VALATIE–The meeting room in Martin H. Glynn Municipal Building was full Monday morning as representatives from the state Department of Transportation (DOT) met with the Villages of Valatie and Kinderhook and Town of Kinderhook officials and many residents, some from Chatham, to discuss road safety.
Speakers were mostly concerned about state Route 203 where, in December, a 4-year-old was killed in a car accident and several people were injured. There was also discussion of Route 9, where there were two accidents in November that resulted in fatalities. All three accidents happened on roads maintained by the state in the Town of Kinderhook.
“I don’t have an agenda here,” Adam Levine, DOT regional traffic engineer said at the January 29 meeting. He said that he wanted to meet with village and town officials but that Kinderhook Town Supervisor Pat Grattan suggested the meeting be open to residents with concerns. Mr. Grattan and Town Board members Sally Hogan and Tim Ooms were at the meeting, as well as Valatie Mayor Diane Argyle and Kinderhook Mayor Jim Dunham. Several state troopers, local firefighters and county Sheriff David Bartlett also attended.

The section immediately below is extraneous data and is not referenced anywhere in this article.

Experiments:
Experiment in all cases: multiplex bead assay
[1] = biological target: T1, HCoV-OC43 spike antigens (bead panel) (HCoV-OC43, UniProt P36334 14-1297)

A resident read a letter for Pamela Strousse, owner of the house with a wooden fence at the intersection of Route 203 and county Route 21B. Ms. Strousse, who could not be at the meeting, wrote, “I’ve lost count of how many times my fence has been hit.”